cies determined by the Academy, the Council has become
the principal operating agency of both the National Acad-
emy of Sciences and the National Academy of Engineering
in providing services to the government, the public, and the
scientific and engineering communities. The Council is
administered jointly by both Academies and the Institute of
Medicine. Dr. Frank Press and Dr. Robert M. White are
chairman and vice chairman, respectively, of the National
Research Council.
The Committee on the Mathematical Sciences in the Year
200O, which was appointed at the beginning of 1988, is a
three-yearproject ofthe Mathematical Sciences Education
Board and the Board on Mathematical Sciences. Its purpose
is to provide a national agenda for revitalizing mathemati-
cal sciences education in U.S. colleges and universities.
Support for this project and for the publication and dis-
semination of this report was provided by grants from the
National Science Foundation and the National Security
Agency.
Cover photograph reprinted courtesy of the University of
Maryland and with permission from John Consoli, pho-
tographer. Copyright (I) 1989 by John Consoli.
Library of Congress Catalogue Card Number 89-64078
International Standard Book Number 0-309-04190-2
Available from:
National Academy Press
2101 Constitution Avenue, N.W.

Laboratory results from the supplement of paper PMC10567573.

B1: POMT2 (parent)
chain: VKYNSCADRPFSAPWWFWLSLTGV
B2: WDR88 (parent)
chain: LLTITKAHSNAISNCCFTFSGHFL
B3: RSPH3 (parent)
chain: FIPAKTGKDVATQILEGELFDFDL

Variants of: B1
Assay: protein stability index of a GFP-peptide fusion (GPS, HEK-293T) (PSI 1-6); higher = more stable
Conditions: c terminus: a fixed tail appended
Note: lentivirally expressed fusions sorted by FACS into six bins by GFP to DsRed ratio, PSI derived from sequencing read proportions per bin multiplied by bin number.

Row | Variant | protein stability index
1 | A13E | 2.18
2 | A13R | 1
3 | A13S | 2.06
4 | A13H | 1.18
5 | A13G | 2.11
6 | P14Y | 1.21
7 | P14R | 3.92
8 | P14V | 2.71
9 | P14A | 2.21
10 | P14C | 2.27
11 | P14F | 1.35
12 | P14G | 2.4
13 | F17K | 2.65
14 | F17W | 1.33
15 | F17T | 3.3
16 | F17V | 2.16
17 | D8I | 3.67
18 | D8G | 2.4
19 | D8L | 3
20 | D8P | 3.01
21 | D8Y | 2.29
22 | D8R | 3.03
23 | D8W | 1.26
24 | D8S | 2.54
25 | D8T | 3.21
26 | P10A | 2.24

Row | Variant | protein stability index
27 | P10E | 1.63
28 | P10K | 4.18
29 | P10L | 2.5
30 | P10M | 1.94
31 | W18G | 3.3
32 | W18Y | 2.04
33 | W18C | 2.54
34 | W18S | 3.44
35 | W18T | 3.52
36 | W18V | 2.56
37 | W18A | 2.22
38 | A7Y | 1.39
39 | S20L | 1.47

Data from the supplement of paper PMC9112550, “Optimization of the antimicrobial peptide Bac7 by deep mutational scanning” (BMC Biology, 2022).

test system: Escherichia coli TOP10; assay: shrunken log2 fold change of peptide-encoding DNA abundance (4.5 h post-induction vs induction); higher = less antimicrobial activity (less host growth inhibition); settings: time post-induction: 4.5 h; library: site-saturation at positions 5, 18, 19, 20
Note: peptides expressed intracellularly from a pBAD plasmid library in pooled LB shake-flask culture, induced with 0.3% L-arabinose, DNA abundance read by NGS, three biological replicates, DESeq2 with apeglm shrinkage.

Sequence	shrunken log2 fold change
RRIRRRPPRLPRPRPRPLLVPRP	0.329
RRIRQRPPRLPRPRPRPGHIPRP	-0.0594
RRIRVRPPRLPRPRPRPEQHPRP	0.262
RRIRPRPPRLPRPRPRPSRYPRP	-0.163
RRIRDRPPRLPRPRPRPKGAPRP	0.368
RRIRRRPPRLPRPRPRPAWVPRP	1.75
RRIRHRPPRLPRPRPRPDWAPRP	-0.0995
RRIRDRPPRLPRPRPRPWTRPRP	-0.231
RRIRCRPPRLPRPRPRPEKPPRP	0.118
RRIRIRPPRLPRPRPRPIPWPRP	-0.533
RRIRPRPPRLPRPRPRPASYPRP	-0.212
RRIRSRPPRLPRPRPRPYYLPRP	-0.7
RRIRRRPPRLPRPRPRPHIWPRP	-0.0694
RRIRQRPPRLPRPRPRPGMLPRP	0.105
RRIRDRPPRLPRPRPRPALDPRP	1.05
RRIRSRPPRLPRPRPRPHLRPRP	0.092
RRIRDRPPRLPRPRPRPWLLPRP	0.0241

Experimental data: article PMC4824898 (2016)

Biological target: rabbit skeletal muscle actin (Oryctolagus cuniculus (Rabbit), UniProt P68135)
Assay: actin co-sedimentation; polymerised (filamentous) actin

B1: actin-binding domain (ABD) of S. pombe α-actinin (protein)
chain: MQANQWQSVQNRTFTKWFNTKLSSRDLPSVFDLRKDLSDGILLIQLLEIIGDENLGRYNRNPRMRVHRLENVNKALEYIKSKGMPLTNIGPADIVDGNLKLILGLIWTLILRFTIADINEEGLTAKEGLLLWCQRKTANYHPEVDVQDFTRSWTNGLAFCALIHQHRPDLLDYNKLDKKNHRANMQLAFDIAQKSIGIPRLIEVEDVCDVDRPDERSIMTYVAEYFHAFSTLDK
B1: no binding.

Washington, D.C. 20418
First Pnniing - April 1990
Second Printing - November 1990
Third Printing - January 1992
Summaries of this report may be obtained from MS 2000,
2101 Constitution Avenue, N.W., Washington, D.C. 20418
Printed in the United States of America

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Committee on the Mathematical Sciences in the Year 2000
William E. Kirwan (Chairman), President, University of Maryland
Ramesh A. Gangolli (Vice Chairman), Professor of Mathematics, University of Washington
Lida K. Barrett, Dean, College of Arts & Sciences, Mississippi State University
Maria A. Berriozabal, Councilwoman, City of San Antonio, Texas
Ernest L. Boyer, President, Carnegie Foundation for the Advancement of Teaching
William Browder, Professor of Mathematics, Princeton University
Rita R. Colwell, Director of the Maryland Biotechnology Institute and
Professor of Microbiology, University of Maryland
John M. Deutch, Provost, Massachusetts Institute of Technology
Ronald G. Douglas, Dean, Division of Physical Sciences and Mathematics,
State University of New York, Stony Brook
Patricia A. Dyer, Vice President for Academic Affairs, Palm Beach Community College
Lloyd C. Elam, Distinguished Service Professor of Psychiatry, Meharry Medical College
Sheldon L. Glashow, Higgins Professor of Physics, Harvard University
Nancy ]. Kopell, Professor of Mathematics, Boston University
Donald W. Marquardt, Consultant Manager, E. I. du Pont de Nemours & Co.
David S. Moore, Professor of Statistics, Purdue University
Jaime Oaxaca, Vice Chairman, Coronado Communications
Moshe F. Rubinstein, Professor of Engineering and Applied Science, University of California,
Los Angeles
Ivar StakgoicI, Chairman, Department of Mathematical Sciences, University of Delaware